The first Bryan Lovell Meeting is an opportunity to think about how our science feeds into hazard management and understanding, and how geoscience can be part of the solution to many of these issues.
The annual Parliamentary Links Day is an opportunity for science organisations to discuss current issues in science policy with representatives from government responsible for science and research. Unsurprisingly, this year’s theme was ‘Science after the referendum: what next?’
Nearly two thirds of respondents to our recent survey of geoscientists believe a UK exit from the EU would have a negative impact on their work.
The EU Referendum takes place on Thursday 23 June, and we want to hear from geoscientists about how the result will affect you and your work.
Early career scientists had the opportunity to experience how science interacts with government policy, at Parliament’s annual Voice of the Future event on Tuesday 1st March.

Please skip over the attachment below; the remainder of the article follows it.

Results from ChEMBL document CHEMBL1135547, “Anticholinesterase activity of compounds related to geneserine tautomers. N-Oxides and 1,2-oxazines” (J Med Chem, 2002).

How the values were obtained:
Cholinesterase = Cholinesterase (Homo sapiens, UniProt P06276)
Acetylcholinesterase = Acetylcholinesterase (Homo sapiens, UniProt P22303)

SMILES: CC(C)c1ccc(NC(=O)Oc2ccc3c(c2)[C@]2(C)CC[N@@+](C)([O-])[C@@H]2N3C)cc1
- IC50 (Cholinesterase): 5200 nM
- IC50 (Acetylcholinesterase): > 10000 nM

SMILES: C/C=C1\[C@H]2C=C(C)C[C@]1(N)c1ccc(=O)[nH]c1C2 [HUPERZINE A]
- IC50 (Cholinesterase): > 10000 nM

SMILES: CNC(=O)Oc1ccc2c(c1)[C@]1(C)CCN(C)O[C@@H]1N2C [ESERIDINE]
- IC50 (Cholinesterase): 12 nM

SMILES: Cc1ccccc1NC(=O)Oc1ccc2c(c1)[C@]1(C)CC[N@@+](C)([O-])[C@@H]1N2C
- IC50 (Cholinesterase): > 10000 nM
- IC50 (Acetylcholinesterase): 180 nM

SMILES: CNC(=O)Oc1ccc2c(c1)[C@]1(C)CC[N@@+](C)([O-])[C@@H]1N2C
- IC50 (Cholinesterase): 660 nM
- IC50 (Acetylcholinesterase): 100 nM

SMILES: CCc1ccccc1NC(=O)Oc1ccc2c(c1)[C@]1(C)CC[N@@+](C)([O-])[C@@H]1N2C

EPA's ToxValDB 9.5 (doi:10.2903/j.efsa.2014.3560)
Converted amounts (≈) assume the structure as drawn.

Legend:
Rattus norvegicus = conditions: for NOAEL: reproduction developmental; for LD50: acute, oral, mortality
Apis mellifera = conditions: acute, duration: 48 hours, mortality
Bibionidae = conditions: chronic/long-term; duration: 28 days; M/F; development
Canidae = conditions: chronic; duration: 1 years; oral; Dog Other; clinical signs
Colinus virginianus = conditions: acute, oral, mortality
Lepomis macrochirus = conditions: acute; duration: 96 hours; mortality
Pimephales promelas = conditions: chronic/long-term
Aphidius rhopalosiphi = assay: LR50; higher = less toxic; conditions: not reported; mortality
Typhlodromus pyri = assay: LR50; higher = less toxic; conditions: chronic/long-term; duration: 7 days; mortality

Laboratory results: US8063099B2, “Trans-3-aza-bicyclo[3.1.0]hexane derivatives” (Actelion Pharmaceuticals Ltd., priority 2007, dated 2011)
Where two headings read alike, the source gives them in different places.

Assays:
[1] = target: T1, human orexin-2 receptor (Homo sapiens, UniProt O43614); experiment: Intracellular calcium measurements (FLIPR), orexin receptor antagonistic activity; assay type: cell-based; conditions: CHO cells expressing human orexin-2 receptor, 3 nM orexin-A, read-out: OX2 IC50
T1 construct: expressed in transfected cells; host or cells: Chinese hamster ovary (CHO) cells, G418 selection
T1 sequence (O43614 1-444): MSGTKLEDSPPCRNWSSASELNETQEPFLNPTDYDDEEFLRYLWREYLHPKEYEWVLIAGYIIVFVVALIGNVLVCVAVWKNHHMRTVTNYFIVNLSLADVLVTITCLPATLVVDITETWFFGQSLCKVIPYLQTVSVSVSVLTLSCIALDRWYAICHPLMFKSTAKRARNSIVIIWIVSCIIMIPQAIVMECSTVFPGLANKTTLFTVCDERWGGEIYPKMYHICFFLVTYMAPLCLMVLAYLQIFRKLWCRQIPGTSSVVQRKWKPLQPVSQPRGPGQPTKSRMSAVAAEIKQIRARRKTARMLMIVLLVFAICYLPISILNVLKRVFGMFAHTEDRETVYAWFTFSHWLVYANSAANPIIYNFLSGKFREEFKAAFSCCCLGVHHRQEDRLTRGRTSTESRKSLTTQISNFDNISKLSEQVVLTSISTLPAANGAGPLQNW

We’d love to know what researchers, geological or otherwise, think about the impact of staying or leaving. Please leave a comment below with your thoughts, or get in touch if you’d like to write an opinion piece – all views are welcome!
Behind door nineteen, the most remote of our #100geosites, which attracted some beautiful photo competition entries!
The spectacular Trotternish peninsula on the Isle of Skye is home to the famous geological sites of the Quirang and the 719m summit of the Storr. They are formed from a set of post-glacial, large-scale landslides which give the impression of the landscape sliding away in front of you. These unusual landforms combined with the stark …